When Tony Stewart’s sprint car hit and killed fellow driver Kevin Ward, Jr., last weekend in upstate New York, it was a tragedy for all involved.
I’ve seen drivers exit cars numerous times, and often there is good reason when it appears a fire is possible. I’ve also seen them shake a fist or exhibit some other response to another driver. But this time, the action resulted in a death.
I know nothing more about the tragedy than what I’ve seen and read, but in no way do I believe Tony would ever intentionally strike someone running on the track. He is a passionate person, but not the kind of person who would run down another.
The incident brought to mind part of a column I wrote about Tony and his love for the outdoors back in early April of 2011. It follows.
Tony Stewart ran out of gas on the final lap of Saturday night’s NASCAR race, and it dropped him from third to a twelfth place finish, however a favorite project of his continues racing ahead.
Stewart owns more than 400 acres near Columbus. It is named Hidden Hollow Ranch and is a place for Tony to get away when he isn’t battling on the NASCAR circuit.
But, the ranch has become more than a place for Tony to relax and enjoy the outdoors. It now is being used to study habitats and deer-related issues in a partnership with Tony and Mississippi State University.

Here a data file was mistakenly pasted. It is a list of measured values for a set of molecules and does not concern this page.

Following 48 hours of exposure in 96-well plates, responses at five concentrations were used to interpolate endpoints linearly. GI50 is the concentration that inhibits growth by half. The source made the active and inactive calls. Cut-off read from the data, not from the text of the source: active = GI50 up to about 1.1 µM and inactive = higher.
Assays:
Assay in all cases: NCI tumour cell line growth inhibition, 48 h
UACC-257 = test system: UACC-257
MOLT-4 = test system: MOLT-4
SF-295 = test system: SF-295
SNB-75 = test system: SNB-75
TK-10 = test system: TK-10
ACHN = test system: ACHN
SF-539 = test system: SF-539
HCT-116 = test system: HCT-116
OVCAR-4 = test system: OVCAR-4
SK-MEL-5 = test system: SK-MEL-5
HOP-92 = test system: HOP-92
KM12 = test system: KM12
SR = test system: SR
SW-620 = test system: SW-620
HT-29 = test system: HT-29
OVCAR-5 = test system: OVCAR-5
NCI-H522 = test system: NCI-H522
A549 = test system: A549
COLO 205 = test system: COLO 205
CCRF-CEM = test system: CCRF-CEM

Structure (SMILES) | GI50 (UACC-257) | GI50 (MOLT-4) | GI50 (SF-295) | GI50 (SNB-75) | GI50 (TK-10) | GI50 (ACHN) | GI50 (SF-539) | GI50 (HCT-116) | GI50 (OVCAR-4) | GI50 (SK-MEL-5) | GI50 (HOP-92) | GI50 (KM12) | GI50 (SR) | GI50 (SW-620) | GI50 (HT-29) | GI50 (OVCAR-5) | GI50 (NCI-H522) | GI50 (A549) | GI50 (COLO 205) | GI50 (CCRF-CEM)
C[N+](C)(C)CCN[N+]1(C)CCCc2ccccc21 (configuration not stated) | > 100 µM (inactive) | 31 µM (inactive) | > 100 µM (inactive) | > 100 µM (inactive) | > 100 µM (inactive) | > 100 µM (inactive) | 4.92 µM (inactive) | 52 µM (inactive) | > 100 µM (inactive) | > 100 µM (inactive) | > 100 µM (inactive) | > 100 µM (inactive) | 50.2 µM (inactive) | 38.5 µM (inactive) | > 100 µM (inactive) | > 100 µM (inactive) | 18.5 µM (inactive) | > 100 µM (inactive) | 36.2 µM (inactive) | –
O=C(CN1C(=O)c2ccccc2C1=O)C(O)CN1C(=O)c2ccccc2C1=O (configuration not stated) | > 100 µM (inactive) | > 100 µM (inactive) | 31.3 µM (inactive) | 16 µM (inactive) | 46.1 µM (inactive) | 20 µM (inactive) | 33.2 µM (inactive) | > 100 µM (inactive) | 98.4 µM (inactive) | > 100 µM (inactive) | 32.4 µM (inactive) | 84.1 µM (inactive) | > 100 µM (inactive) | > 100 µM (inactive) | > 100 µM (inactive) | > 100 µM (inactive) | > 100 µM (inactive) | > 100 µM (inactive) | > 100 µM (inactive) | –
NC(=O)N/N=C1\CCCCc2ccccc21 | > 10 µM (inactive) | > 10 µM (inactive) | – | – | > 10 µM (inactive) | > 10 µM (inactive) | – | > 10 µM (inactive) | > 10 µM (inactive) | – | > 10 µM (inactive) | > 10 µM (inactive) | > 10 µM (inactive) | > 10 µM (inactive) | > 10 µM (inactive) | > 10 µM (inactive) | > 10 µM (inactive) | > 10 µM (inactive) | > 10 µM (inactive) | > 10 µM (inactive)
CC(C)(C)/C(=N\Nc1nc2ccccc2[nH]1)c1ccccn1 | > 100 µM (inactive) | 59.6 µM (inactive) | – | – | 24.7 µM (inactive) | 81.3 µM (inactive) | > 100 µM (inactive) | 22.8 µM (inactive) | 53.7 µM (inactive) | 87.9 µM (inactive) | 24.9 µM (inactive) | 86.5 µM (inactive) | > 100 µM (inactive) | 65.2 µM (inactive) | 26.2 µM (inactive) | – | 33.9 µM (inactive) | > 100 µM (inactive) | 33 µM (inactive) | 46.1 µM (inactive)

Hidden Hollow Ranch is becoming an outdoor laboratory for biologists in a partnership with Mississippi State and the Catch-A-Dream Foundation, which grants hunting and fishing experiences to youngsters who have a life-threatening illness.
Since 2001, the Foundation has granted wishes to 339 children ages six to 18 from 45 different states.
According to Stewart, who started his racing career in a go-cart at Westport, IN, the cooperative venture between the school and Catch-A-Dream fits well with his interests in wildlife and providing outdoor opportunities to young people.
The two-time NASCAR champion began hunting about six years ago, and since has become a bow hunting enthusiast, when he has time to get away from the track.
Tony has hosted seven ill youngsters for hunts at Hidden Hollow.
He said hosting such events and spending time in the field, “is what relaxes me.”
Stephen Demarais, a Mississippi State professor of wildlife and fisheries, said being able to study Indiana habitats will help scientists determine whether wildlife management policies translate from the Southeast to the Midwest.
Mississippi State has an information-sharing program in place with state agencies in Kentucky, Missouri and Michigan and at Purdue University, he said.
According to researchers, growing deer herds have put stress on habitat, and creates problems in parks and urban areas, and creates increased human-deer conflicts.
Tony hasn’t said how much his effort toward the project at Hidden Hollow is worth, but he said he hopes the relationship between himself and the organizations is a long one.
In all of his philanthropic activities, his foundations has provided more than four million dollars to various organizations.